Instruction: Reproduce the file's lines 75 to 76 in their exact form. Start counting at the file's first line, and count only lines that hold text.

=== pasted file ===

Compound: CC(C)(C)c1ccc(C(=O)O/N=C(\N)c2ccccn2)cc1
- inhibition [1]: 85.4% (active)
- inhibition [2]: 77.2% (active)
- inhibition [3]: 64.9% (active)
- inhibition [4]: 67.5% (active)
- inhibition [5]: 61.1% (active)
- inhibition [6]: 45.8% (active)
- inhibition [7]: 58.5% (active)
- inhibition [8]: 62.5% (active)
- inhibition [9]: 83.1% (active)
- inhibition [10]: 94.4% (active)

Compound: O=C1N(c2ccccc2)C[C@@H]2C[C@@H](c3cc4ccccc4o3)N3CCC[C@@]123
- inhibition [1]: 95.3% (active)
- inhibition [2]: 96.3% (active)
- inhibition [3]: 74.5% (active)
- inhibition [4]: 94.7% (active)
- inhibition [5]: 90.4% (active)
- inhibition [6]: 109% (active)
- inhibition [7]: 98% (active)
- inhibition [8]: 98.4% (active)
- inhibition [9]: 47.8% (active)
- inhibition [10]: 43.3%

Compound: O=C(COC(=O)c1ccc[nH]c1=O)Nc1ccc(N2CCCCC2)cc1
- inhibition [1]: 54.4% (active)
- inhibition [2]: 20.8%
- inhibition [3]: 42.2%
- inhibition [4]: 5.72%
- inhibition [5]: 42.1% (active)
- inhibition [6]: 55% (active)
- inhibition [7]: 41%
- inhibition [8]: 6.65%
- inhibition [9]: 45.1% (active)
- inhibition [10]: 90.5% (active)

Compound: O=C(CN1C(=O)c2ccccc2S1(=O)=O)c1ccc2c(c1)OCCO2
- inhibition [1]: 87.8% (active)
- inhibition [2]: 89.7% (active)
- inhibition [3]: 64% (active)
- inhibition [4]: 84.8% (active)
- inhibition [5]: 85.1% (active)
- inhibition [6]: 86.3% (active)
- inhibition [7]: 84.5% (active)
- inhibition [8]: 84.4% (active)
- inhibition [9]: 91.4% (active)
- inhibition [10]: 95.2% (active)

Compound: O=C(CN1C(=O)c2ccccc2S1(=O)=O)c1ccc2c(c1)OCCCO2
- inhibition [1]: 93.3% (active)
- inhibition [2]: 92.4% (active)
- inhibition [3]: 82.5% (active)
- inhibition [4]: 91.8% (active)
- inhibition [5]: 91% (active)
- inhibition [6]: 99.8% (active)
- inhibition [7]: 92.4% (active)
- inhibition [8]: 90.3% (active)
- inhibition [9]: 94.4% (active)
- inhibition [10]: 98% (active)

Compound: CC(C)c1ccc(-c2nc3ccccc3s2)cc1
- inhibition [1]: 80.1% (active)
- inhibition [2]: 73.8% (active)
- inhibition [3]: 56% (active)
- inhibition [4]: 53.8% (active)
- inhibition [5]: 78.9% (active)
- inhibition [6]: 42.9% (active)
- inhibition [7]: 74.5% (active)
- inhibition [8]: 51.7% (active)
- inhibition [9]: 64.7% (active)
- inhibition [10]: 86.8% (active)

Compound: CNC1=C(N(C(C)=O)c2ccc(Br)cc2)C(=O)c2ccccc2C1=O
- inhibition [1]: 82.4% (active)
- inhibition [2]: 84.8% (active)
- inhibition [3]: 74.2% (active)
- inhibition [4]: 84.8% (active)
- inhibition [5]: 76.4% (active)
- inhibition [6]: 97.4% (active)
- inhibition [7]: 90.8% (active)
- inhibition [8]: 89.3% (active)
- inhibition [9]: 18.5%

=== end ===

- inhibition [8]: 89.3% (active)
- inhibition [9]: 18.5%